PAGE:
Tejpal case: Stereotypes trumped law | Deccan Herald

Clipped from: https://www.deccanherald.com/opinion/panorama/tejpal-case-stereotypes-trumped-law-997599.html

While Tejpal could be innocent, the manner in which the court arrived at its decision is deeply problematic

Former journalist Tarun Tejpal (R) leaves after being acquitted in the sexual assault case in which he was accused of raping a female journalist in the lift of a five-star hotel in Goa in November 2013. Credit: AFP Photo

On 21 May 2021, the court of the Additional Sessions Judge, Mapusa, acquitted journalist Tarun Tejpal after a long drawn trial. Tejpal, the former editor-in-chief of Tehelka was accused of raping and molesting his employee at a hotel on the 7th and 8th of November, 2013. The victim alleged that Tejpal raped her on the7th and attempted to rape her again on the 8th. Both the incidents were alleged to have occurred inside the hotel’s elevators. The police had filed a chargesheet against Tejpal but the court acquitted Tejpal after faulting the investigation and disbelieving the victim’s testimony. 

While Tejpal could be innocent, the manner in which the court arrived at its decision is deeply problematic. The judgment is premised on stereotypes and riddled with errors. One of the most problematic features of the case is that the judge ignored the law on a rape victim’s privacy and character. Over the past few decades, the law has been amended and interpreted to prevent the victim’s sexual history and character from being relevant in rape trials. For instance, Section 53A of the Indian Evidence Act stipulates that the victim’s character and previous sexual experience with any person shall not be relevant to ascertain whether the sexual encounter was consensual or not. Also, Section 146 of the Act stipulates that a victim shall not be questioned on her ‘immoral character’ during her cross-examination. The Supreme Court has repeatedly cautioned trial courts not to cast aspersions on the victim’s character and morals.

These directions have been blatantly violated. For instance, the judge has reproduced the victim’s private messages and WhatsApp conversations and opined that “it was entirely the norm for the prosecutrix to have flirtatious and sexual conversations with friends and acquaintances”. Relying on this and the victim’s admission that in the past, she has had such conversations with Tejpal, the judge concluded that they had a ‘flirtatious conversation’ on the night of the alleged rape. Reproducing extremely personal WhatsApp messages in a public document like a judgment is an egregious breach of the right to privacy, especially when they are not relevant for the case. Furthermore, the judge disclosed the victim’s email address, her mother’s name and her husband’s name, and thereby indirectly disclosed the victim’s identity. This violates Section 228A of the IPC and the directions of the Supreme Court which prohibit the disclosure of the rape victim’s identity.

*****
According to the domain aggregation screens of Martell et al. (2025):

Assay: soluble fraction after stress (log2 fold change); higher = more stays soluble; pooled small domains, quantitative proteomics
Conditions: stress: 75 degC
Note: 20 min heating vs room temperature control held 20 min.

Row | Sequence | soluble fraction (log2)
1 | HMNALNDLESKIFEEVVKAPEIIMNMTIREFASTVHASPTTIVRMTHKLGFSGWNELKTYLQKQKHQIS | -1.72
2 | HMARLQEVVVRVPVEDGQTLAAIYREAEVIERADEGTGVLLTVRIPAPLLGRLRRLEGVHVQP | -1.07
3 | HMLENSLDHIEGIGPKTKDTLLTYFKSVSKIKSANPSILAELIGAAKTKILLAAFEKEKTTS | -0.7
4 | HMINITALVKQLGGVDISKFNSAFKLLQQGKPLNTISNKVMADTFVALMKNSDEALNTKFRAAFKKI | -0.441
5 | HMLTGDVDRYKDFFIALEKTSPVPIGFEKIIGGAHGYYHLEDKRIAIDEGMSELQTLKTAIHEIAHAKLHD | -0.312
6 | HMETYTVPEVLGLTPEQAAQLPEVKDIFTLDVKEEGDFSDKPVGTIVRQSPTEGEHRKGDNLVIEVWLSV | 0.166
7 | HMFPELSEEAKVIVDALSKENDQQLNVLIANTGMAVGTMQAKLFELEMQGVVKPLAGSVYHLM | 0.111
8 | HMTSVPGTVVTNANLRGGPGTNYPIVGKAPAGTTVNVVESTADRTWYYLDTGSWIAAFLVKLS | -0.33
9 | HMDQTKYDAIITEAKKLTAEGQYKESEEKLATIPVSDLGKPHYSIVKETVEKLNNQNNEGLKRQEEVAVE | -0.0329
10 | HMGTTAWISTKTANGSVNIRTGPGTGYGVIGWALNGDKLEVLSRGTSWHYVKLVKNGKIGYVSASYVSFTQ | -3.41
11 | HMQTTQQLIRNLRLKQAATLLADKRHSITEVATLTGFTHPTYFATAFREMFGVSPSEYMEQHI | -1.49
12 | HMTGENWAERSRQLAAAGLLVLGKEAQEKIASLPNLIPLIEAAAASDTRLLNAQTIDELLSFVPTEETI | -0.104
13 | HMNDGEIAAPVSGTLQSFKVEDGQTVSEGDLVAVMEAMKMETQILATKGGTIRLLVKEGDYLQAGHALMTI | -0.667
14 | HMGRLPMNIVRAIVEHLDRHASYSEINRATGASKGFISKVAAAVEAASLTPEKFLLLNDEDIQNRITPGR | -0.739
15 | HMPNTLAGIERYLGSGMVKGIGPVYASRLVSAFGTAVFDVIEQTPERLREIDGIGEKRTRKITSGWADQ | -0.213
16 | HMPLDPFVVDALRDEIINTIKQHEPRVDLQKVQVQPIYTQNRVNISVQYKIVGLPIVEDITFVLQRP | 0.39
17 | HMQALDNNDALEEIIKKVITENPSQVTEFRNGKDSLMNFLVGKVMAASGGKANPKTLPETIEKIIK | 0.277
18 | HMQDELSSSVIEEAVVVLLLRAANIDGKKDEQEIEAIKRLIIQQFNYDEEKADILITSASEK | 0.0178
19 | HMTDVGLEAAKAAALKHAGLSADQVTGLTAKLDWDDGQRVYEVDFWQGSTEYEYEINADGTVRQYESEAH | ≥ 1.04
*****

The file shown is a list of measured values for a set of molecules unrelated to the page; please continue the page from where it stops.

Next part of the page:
Another disturbing aspect is the onerous expectations from a victim of sexual assault. The language and tone of the judgment make it seem as if it was the victim who was on trial. It is a settled position of law that minor contradictions in a victim’s statements are not grounds to disbelieve her. However, trivial contradictions in her statements to the court, the police and her employers have been heavily cited to discredit her version of events. For instance, the judge highlighted the fact that she initially claimed to have ‘picked up’ her undergarment after the incident but later stated that she ‘pulled it up’. The judge went on to record that “such glaring contradictions cannot be expected from an educated journalist”. The judge also seems to have expected her to remember the time taken by the elevator to arrive at different floors and the buttons pressed by Tejpal during the sexual assault. The judge also attached importance to the fact that she did not forcefully resist Tejpal’s advances despite being a fit woman and a yoga trainer. 

Strangely, the judge suspected the victim of ‘doctoring’ the events merely because she consulted eminent lawyers and the National Commission for Women before complaining to the police and recording her statement before the Magistrate. The right to seek legal aid is a fundamental right and it is quite natural for victims to consult lawyers before initiating proceedings. This being the case, it is perplexing why the judge was suspicious of the conversations between the victim and her lawyers. 

Judgments like this have ramifications on society as a whole. It signals to victims of sexual assault that they ought to be prepared to relive the trauma during the trial and that they run the risk of getting their privacy violated. Furthermore, if courts expect victims to be sterling witnesses who remember minute details when cross-examined after half a decade, the victims may lose faith in the criminal justice system and not report crimes. Judges ought to be gender-sensitised periodically and also be held accountable for blatantly ignoring the mandate of the law. Justice dispensation based on stereotypes and personal beliefs has no place in a civilized legal system. 

(The writer is a lawyer and holds an LLM in Law & Development from Azim Premji University)

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